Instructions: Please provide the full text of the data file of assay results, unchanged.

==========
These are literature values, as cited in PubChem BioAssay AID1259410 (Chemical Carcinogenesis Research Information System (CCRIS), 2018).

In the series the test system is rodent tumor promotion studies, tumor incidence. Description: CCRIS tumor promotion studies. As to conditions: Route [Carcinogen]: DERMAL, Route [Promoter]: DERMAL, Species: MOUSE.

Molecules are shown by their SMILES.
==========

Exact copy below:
These are literature values, as cited in PubChem BioAssay AID1259410 (Chemical Carcinogenesis Research Information System (CCRIS), 2018).

In the series the test system is rodent tumor promotion studies, tumor incidence. Description: CCRIS tumor promotion studies. As to conditions: Route [Carcinogen]: DERMAL, Route [Promoter]: DERMAL, Species: MOUSE.

Molecules are shown by their SMILES.